Ancient Sources (Written Evidence): Greek Historiography to the End of the Fifth Century BC (CLA2302)

StaffProfessor Lynette Mitchell - Convenor
Credit Value15
ECTS Value7.50
NQF Level6
Duration of Module Term 1: 11 weeks;

Module aims

This module provides an introduction into the development of Greek historiography and focuses on Herodotus, Thucydides, Xenophon and Arrian. Its aim is to acquaint students with the general features of these historians, in relation to the history and literature of the Greek world, and engage students in in-depth thinking into central issues of ancient historiography in general like the establishment of truth, the role of authority, the art of story-telling, the construction of outsiders and of the past. Students will learn how to analyse, evaluate and use texts, and how to relate their style and content to the wider context of literary developments, and to analyse and evaluate the place of these texts within the Greek historiographical tradition.

ILO: Module-specific skills

  • 1. Describe, evaluate and analyse the basic features of the histories of Herodotus, Thucydides,Xenophon and Arrian, and compare these historians with one another
  • 2. Come to an informed, sophisticated and perceptiveappreciation of the esthetical and intellectual qualities of these works
  • 3. Have acquired a good understanding of the course of Greek historiography

ILO: Discipline-specific skills

  • 4. Be able to use, analyse and evaluate ancient texts at a sophisticated level and how they relate to other sources and their socio-historical context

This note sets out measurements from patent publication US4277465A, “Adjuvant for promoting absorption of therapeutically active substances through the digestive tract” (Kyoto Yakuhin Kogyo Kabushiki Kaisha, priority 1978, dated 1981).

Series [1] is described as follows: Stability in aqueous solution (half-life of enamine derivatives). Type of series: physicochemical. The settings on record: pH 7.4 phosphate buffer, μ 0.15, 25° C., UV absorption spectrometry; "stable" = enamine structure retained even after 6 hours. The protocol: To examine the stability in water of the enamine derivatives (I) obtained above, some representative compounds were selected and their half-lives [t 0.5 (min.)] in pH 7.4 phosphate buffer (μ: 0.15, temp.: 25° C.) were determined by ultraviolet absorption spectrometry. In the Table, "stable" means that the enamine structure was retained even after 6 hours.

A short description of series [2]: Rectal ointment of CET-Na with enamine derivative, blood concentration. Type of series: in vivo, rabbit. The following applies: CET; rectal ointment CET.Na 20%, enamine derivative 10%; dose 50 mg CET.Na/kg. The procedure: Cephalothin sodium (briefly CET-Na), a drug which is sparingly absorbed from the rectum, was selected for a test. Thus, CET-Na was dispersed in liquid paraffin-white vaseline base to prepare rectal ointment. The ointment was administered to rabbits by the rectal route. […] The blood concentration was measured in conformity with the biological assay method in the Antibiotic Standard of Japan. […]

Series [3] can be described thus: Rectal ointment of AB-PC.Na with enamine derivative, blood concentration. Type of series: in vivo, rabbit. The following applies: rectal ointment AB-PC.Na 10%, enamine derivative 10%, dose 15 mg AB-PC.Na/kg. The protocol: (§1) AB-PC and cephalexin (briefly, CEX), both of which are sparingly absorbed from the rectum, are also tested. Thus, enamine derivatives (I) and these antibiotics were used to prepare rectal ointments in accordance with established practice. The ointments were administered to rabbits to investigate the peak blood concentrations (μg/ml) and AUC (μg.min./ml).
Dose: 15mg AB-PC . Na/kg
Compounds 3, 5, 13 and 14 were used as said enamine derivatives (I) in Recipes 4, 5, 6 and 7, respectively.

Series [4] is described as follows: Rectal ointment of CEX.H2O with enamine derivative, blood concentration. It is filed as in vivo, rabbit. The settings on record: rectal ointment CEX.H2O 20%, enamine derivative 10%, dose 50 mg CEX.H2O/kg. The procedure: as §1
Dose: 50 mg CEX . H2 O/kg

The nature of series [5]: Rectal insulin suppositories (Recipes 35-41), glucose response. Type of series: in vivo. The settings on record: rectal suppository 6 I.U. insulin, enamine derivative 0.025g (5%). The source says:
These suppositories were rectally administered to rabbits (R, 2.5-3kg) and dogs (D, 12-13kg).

• 5. Develop advanced academic and library skills as well as a critical ability in assessing published literature
  • 6. Develop a sophisticated understanding of the main modern approaches in analysing ancient texts

ILO: Personal and key skills

  • 7. Demonstrate high levels of independent and group study skills in research and presentation of findings
  • 8. Be able to select, organise and analyse relevant material and to present a strong argument in coherent oral and written form, and to discuss issues in a peer group
  • 9. Learn to manage their own time and meet deadlines

Syllabus plan

Detailed analysis of the following authors: Herodotus, Thucydides, Xenophon, and Arrian

Learning activities and teaching methods (given in hours of study time)

Scheduled Learning and Teaching ActivitiesGuided independent studyPlacement / study abroad

Details of learning activities and teaching methods

CategoryHours of study timeDescription
Schedules learning and teaching activity22Lectures (11 x 2 hours)
Schedules learning and teaching activity4Seminars (4 x 1 hour)
Guided independent study124Independent study

Formative assessment

Form of assessmentSize of the assessment (eg length / duration)ILOs assessedFeedback method
Class report on sources and discussion / presentations10 mins per class1-9Verbal feedback

Summative assessment (% of credit)

CourseworkWritten examsPractical exams

Details of summative assessment

Form of assessment% of creditSize of the assessment (eg length / duration)ILOs assessedFeedback method
Essay402000 words1-9Mark and written comments
Exam602 hours1-9Mark and written comments

Details of re-assessment (where required by referral or deferral)

Original form of assessmentForm of re-assessmentILOs re-assessedTimescale for re-assessment
EssayEssay1-9August ref/def period
ExamExam1-9August ref/def period

Indicative learning resources - Basic reading

Set texts (indicative)

Herodotus, The Histories (transl. R. Waterfield), Oxford University Press (World's Classics), Oxford, 1998.

Thucydides, The Peloponnesian War (transl. M. Hammond), Oxford University Press (World’s Classics), 2009.

Xenophon, Hellenica: History of My Times, (transl. R. Warner), Penguin, London, 1972.

Xenophon, The Expedition of Cyrus (transl. R. Waterfield), Oxford University Press (World’s Classics), 2005.

Arrian, The Campaigns of Alexander (transl. A. de Sélincourt), Penguin, London, 1971.


Other Recommended Reading:

T.J. Luce, The Greek historians, Routledge, London, 1997.

J. Marincola, Authority and tradition in ancient historiography, Cambridge University Press, Cambridge, 2004.

S. Hornblower, Thucydides, Duckworth, London, 1994. J.S. Romm, Herodotus, Yale University press, New Haven & London, 1999.

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Key words search

Classics, Greek, Historiography, Ancient, Sources